The Man Who Invented America

In a previous post, I argued that nobody reads Ralph Waldo Emerson anymore. I stand by that, sort of. As a literary milepost, Emerson has largely been overshadowed by his followers. He is The Hobbit rather than The Lord of the Rings. Disneyland instead of Disney World. Emerson fails to stand alongside giants like Herman Melville, Henry David Thoreau, and Walt Whitman, and instead belongs to a second tier of writers who survive as historical footnotes. The funny thing is, Emerson himself likely wouldn’t mind. “Each age,” he writes, “must write its own books… The books of an older period will not fit this.”

Well then, you might say, there it is. We don’t even need to feel guilty about ignoring the man. As our Western Canon continues to grow and resort itself, loosing lesser titans as it adds new ones, we no longer need Emerson, we only need to know what came after him.

But that isn’t exactly true. The Concord Sage has more value than just being a starting point for better things. I say we need to read Emerson to see the birth of the American Idea.

Taken together, Emerson’s three best essays, Nature, The American Scholar, and Self Reliance, are, to paraphrase Oliver Wendell Holmes, the United States’ Declaration of Intellectual Independence. It is in the wake of these essays that Europe and America split along a cultural axis, and America began to invent its own philosophy. Before Emerson, America was a moody colony, literally a “New England.” After Emerson, it became something entirely new. For that reason alone, we should read what he has to say.

You have to remember that in the 1830s Americans were still thinking like Europeans. Not only thinking like them, they were catering to them. Artistic styles mimicked the European courts and salons. There was no “American style,” just a rehashed version of European tastes. But despite their old political ties, Europe and America couldn’t be more different. In the Old World, nations were small and borders were fixed. Nature, as an idea, was generally limited in scope to John Locke’s theory of property. What lay beyond the outer door was not an “enchantment,” as Emerson saw it, but a source of grain, game, and timber. America, by comparison, was terra incognita. That notion of a new, mysterious world, called up questions for Emerson that had not been asked since Aristotle’s time.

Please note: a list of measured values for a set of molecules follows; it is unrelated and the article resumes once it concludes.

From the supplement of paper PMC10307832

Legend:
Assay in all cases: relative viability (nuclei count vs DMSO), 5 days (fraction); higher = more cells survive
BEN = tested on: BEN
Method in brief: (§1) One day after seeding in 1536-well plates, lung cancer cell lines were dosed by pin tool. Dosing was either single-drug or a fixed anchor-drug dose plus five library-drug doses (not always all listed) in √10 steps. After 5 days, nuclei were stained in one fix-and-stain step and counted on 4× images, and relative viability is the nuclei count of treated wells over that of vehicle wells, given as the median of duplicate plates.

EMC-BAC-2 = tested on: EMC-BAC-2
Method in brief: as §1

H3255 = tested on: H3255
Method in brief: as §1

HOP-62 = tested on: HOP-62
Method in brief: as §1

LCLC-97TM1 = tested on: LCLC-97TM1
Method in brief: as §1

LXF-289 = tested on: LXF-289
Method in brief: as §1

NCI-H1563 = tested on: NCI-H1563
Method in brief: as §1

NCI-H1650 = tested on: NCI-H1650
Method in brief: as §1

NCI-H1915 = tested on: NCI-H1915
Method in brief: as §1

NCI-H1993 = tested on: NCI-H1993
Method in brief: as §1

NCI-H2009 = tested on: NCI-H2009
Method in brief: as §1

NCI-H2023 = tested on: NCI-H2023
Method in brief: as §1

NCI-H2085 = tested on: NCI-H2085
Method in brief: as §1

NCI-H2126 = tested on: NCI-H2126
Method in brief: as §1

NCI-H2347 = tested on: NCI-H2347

There is throughout nature something mocking, something that leads us on and on, but arrives nowhere, keeps no faith with us. All promise outruns the performance.

Europe, Emerson thought, had a smug sense of order. Its masters felt all the important mysteries had been solved. Americans, by comparison, had a chance to break new ground. As he writes in American Scholar:

Perhaps the time is already come when it ought to be, and will be, something else; when the sluggard intellect of this continent will look from under its iron lids and fill the postponed expectation of the world with something better than the exertions of mechanical skill. Our day of dependence, our long apprenticeship to the learning of other lands, draws to a close. The millions that around us are rushing into life cannot always be fed on the sere remains of foreign harvests. Events, actions arise that must be sung, that will sing themselves.